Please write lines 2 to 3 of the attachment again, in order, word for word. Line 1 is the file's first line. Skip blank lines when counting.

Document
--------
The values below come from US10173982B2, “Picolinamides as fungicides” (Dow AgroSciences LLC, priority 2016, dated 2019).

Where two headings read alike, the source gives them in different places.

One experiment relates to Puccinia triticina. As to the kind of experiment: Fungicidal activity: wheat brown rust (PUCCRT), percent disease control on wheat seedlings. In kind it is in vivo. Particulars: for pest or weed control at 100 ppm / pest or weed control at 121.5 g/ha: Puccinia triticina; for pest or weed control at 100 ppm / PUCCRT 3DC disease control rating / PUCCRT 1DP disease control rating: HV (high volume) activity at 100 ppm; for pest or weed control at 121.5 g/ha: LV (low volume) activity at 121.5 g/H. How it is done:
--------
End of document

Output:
Where two headings read alike, the source gives them in different places.

One experiment relates to Puccinia triticina. As to the kind of experiment: Fungicidal activity: wheat brown rust (PUCCRT), percent disease control on wheat seedlings. In kind it is in vivo. Particulars: for pest or weed control at 100 ppm / pest or weed control at 121.5 g/ha: Puccinia triticina; for pest or weed control at 100 ppm / PUCCRT 3DC disease control rating / PUCCRT 1DP disease control rating: HV (high volume) activity at 100 ppm; for pest or weed control at 121.5 g/ha: LV (low volume) activity at 121.5 g/H. How it is done: